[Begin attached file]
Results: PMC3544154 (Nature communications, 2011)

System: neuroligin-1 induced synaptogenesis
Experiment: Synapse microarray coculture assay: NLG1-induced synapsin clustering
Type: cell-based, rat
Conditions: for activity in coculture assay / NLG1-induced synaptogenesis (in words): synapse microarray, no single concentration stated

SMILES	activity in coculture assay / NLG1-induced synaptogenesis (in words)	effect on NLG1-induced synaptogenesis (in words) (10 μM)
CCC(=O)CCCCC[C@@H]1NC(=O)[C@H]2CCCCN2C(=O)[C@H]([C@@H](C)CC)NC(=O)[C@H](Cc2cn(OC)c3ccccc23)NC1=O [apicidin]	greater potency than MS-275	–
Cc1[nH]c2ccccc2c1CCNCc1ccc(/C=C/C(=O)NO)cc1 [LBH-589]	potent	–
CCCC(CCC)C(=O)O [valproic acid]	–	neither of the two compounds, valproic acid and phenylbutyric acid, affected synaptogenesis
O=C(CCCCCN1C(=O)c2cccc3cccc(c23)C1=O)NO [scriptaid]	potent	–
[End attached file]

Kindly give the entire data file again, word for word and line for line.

Results: PMC3544154 (Nature communications, 2011)

System: neuroligin-1 induced synaptogenesis
Experiment: Synapse microarray coculture assay: NLG1-induced synapsin clustering
Type: cell-based, rat
Conditions: for activity in coculture assay / NLG1-induced synaptogenesis (in words): synapse microarray, no single concentration stated

SMILES	activity in coculture assay / NLG1-induced synaptogenesis (in words)	effect on NLG1-induced synaptogenesis (in words) (10 μM)
CCC(=O)CCCCC[C@@H]1NC(=O)[C@H]2CCCCN2C(=O)[C@H]([C@@H](C)CC)NC(=O)[C@H](Cc2cn(OC)c3ccccc23)NC1=O [apicidin]	greater potency than MS-275	–
Cc1[nH]c2ccccc2c1CCNCc1ccc(/C=C/C(=O)NO)cc1 [LBH-589]	potent	–
CCCC(CCC)C(=O)O [valproic acid]	–	neither of the two compounds, valproic acid and phenylbutyric acid, affected synaptogenesis
O=C(CCCCCN1C(=O)c2cccc3cccc(c23)C1=O)NO [scriptaid]	potent	–